Computer networks from car manufacturer giant Honda in Europe and Japan have been affected by issues reportedly related to a cyber-attack know as SNAKE Ransomware.

Details are currently unclear but the company is currently investigating the cause of the problems detected on Monday.

SNAKE ransomware most likely the culprit

The organization has stated that an investigation is underway, its IT network is not working properly but refused to provide too much detail about the essence of the matter.

“Honda can confirm that there is an issue with its IT network. This is currently under investigation, to understand the cause“

From what is known at this point, the issues did not affect Japanese manufacturing or dealer activities. Additionally, the spokesperson for the company said there was no impact on Honda customers.

“In Europe, we are investigating to understand the nature of any impact” – Honda

Although the Japanese car maker is tight-lipped about these cases, a security researcher called Milkream finds a sample of the SNAKE (EKANS) ransomware sent to VirusTotal today that searches for “’s” internal Honda network name.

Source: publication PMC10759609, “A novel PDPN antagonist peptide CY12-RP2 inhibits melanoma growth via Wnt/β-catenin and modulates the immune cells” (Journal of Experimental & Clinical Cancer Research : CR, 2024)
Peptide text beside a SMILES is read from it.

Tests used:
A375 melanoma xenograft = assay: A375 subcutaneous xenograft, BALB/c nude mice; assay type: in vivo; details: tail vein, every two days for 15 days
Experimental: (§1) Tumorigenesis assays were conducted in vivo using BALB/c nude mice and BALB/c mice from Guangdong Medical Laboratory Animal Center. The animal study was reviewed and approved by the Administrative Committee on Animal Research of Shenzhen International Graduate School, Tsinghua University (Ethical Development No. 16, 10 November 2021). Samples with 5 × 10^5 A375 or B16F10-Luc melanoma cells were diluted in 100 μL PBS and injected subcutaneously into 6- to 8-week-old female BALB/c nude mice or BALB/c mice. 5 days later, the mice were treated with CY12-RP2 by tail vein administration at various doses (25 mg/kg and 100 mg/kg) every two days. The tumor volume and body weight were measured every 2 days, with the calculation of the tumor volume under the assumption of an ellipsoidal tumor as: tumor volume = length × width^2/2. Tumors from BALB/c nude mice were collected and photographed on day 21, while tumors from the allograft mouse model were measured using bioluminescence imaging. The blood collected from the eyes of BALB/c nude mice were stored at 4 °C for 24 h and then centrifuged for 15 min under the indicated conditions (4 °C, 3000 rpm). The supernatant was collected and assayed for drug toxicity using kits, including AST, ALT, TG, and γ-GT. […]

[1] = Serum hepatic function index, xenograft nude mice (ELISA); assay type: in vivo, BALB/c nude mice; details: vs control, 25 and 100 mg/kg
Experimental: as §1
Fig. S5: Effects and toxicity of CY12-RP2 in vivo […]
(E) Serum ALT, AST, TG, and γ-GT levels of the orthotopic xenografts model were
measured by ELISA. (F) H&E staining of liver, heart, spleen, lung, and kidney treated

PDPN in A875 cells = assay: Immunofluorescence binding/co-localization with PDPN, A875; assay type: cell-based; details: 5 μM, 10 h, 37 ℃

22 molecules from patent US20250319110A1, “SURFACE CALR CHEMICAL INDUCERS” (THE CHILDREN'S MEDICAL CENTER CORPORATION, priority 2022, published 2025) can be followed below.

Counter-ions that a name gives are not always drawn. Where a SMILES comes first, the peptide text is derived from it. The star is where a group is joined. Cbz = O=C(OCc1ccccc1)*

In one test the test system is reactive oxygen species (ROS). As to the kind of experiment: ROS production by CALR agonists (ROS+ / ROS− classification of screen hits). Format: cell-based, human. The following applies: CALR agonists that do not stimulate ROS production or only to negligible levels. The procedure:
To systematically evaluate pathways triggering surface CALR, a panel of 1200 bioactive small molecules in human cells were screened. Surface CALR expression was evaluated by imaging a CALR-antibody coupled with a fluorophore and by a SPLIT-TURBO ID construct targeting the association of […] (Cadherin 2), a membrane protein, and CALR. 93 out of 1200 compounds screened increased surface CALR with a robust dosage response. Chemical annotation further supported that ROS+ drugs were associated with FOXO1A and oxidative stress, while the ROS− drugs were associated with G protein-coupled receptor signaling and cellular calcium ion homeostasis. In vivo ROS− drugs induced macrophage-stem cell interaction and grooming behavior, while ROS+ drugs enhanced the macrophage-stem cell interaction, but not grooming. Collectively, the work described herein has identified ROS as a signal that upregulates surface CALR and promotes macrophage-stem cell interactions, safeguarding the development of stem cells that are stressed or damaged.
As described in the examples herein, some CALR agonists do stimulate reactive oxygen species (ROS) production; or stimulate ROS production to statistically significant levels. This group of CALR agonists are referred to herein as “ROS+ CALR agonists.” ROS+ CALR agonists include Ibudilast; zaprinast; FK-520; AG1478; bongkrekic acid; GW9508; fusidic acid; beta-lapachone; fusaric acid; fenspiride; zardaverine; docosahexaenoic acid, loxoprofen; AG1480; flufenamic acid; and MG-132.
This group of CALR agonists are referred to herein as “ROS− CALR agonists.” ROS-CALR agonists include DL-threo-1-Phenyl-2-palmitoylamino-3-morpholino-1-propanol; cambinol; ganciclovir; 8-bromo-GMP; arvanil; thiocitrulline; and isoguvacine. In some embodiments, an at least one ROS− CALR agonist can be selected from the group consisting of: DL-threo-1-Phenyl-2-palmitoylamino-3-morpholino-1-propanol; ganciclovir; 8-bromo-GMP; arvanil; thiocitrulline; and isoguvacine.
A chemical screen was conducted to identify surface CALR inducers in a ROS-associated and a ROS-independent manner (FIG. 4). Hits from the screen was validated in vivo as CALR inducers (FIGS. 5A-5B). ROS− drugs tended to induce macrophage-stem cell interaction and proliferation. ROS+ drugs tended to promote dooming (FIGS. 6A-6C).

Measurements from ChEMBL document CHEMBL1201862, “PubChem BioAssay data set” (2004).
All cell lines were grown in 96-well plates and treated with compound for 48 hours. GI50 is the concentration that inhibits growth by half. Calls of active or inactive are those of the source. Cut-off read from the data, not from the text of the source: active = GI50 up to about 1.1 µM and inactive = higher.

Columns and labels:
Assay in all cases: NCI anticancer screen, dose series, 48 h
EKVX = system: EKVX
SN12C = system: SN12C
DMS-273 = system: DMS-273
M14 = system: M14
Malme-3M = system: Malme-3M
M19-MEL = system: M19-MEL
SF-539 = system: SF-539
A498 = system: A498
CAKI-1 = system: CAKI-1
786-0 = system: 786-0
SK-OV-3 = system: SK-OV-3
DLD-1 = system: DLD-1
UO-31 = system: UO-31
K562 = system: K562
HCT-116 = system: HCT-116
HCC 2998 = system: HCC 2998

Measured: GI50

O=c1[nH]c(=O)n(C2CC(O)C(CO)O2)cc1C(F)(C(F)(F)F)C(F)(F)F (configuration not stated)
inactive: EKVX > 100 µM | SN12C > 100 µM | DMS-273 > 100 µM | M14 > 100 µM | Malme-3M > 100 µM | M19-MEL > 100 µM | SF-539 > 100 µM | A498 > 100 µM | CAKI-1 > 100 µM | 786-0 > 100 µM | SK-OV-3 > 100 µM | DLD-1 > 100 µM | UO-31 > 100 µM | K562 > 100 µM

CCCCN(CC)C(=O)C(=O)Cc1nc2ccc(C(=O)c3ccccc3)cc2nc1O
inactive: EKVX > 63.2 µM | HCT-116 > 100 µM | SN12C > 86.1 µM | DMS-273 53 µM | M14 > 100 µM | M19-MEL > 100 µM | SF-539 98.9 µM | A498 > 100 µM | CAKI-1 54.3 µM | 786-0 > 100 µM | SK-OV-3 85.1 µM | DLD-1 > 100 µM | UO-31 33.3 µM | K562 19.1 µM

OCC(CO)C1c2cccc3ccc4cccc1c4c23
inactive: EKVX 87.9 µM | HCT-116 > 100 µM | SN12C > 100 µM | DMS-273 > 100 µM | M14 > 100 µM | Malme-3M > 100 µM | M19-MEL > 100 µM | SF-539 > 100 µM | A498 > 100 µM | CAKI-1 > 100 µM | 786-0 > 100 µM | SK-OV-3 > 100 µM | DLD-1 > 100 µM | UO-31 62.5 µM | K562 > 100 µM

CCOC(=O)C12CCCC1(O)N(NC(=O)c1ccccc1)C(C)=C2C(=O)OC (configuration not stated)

This IP address resolves to the ‘’ hostname.

The reference to this IP address and the internal hostname check are very strong indicators that today’s network outages are being caused by a SNAKE ransomware attack.

Snake Ransom note dropped by sample found

Snake Ransom note dropped by sample found credit: milkream

It’s unclear how many systems are affected but before deploying the encryption routine, Snake is known to steal data.

If this proves to be an intrusion from an unauthorized party, then it would be a significantly different security incident than what the company had to deal with last year when misconfigured databases exposed sensitive public internet information.

Security researcher Justin Paine discovered an unsecured ElasticSearch database at the end of July 2019 containing information on around 300,000 Honda workers worldwide including the CEO.

In addition to personally identifiable information, the instance of the database included details of

machines on the network, such as the operating system version, hostnames and patch status.

The database had been for telematics systems from a data logging and tracking server. It included full names, email addresses , telephone numbers, postal addresses, vehicle make and model, as well as its VIN.

The company reported that the misconfigured database revealed about 26,000 unique consumer-related information.